Keira Knightley's language was anything but prim and proper when she discovered what director Joe Wright had planned for 'Anna Karenina', their latest period drama together.
To hear Knightley tell it, some F-bombs were soundly dropped.
Knightley wasn't swearing out of anger with Wright, who directed her to an Academy Award nomination for 2005's 'Pride & Prejudice' and to similar critical success on 2007's 'Atonement'. She worried that Wright's unusual approach to Leo Tolstoy's epic of doomed romance would make the hard-sell of a period drama even harder.
"The first thing I said was 'Oh (expletive)!' I was like, well, people are really either going to love it or absolutely (expletive) hate it," Knightley said.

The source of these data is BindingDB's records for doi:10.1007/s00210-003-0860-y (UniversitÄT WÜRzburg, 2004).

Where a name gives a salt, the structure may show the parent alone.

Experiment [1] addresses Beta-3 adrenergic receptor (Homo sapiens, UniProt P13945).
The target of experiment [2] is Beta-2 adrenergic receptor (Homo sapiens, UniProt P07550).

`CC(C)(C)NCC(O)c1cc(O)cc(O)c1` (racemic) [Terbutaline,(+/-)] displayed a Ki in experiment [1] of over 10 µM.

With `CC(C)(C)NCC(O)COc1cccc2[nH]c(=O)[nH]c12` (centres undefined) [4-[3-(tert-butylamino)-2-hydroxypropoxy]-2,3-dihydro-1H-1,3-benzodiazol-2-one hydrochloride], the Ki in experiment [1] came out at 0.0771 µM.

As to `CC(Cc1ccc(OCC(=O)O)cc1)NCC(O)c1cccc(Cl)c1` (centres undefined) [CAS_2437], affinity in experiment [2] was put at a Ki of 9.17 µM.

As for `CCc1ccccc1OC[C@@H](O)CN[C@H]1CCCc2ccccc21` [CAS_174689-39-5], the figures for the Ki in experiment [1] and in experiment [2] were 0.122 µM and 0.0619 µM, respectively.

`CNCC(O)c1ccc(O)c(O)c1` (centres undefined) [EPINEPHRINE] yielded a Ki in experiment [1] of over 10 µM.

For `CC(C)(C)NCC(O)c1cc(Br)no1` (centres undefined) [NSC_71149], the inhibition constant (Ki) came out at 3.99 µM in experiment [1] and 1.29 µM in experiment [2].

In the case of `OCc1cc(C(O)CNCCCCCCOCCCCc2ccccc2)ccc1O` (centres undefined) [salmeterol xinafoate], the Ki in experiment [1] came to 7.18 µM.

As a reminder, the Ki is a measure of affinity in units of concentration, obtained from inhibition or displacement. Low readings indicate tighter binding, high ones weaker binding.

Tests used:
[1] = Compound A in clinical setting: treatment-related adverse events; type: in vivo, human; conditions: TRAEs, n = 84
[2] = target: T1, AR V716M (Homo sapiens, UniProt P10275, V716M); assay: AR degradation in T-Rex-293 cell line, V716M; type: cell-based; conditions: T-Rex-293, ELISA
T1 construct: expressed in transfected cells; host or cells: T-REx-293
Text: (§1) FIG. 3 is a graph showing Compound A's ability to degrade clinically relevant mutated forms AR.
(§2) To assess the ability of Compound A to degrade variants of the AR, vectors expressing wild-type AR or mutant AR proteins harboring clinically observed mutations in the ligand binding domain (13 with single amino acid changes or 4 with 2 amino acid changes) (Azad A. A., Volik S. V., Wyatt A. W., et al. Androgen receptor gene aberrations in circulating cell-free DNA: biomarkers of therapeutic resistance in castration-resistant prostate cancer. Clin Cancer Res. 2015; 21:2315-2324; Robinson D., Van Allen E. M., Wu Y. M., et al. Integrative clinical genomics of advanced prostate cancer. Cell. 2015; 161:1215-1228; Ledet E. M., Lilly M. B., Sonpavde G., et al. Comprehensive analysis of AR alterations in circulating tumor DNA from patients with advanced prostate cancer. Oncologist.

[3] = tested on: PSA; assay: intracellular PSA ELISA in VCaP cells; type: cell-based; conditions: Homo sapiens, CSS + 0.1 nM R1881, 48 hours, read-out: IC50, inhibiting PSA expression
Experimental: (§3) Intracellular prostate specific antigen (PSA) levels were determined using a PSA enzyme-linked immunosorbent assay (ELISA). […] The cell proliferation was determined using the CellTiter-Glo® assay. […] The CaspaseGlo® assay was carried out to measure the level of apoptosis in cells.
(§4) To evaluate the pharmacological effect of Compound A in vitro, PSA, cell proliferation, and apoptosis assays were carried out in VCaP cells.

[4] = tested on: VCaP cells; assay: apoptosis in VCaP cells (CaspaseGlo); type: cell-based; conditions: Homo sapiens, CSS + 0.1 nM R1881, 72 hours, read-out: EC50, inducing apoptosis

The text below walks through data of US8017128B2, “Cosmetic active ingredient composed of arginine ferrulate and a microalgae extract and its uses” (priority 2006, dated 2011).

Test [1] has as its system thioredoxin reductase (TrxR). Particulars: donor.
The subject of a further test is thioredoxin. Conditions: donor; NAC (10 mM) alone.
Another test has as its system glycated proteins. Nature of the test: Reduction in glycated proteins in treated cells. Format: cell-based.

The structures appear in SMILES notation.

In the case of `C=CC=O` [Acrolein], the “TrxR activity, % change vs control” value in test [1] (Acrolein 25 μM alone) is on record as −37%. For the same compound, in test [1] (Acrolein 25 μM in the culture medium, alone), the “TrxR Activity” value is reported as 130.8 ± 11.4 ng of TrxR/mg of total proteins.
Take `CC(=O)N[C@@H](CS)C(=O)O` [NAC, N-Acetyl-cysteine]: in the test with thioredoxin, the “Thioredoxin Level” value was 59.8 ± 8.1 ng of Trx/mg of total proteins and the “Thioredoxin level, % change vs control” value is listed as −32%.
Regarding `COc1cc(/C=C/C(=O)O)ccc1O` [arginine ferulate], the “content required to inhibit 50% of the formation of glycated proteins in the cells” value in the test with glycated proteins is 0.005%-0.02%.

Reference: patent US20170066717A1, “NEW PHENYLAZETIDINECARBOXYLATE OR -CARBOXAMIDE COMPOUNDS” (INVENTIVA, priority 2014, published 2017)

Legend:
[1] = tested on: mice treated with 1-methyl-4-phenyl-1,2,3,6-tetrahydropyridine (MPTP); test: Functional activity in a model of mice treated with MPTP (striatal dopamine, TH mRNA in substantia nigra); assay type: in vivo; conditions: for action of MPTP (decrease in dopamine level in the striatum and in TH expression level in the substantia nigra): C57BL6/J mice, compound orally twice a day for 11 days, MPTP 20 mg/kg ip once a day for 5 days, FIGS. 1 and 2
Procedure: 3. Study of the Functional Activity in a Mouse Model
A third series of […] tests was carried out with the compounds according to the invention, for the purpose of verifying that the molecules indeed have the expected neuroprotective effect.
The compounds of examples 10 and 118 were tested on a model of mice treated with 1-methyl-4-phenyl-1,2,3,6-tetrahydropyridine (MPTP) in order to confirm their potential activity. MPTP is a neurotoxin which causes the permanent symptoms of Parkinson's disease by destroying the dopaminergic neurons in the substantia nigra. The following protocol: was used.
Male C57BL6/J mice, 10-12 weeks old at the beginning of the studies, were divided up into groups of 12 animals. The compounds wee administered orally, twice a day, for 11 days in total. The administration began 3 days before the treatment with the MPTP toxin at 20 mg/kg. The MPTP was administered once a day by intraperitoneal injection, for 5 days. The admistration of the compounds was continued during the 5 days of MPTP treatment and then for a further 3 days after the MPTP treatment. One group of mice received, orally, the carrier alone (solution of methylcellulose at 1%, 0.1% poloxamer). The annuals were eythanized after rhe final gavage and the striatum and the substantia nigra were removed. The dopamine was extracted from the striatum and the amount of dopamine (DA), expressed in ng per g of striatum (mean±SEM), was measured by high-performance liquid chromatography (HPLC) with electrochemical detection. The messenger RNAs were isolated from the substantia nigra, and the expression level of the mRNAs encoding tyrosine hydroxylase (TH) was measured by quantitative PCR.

"I also was going . . . you're taking it and spinning it on its head and turning it into something that is potentially totally uncommercial. Into an experimental sort of art-house film . . .
"I also went, '(expletive), yeah. Let's give it a go'."
The result is a fluid story that unfolds as much like dance as film, with a brisk pace compared to most period stories and contemporary sensibilities next to earlier takes on 'Anna Karenina', whose previous big-screen adaptations have featured Greta Garbo and Vivien Leigh.
"When we got to 'Anna Karenina', everyone was like, 'Oh that's great, you'll do that really well'.
"I think that freaked both of us out," said Knightley.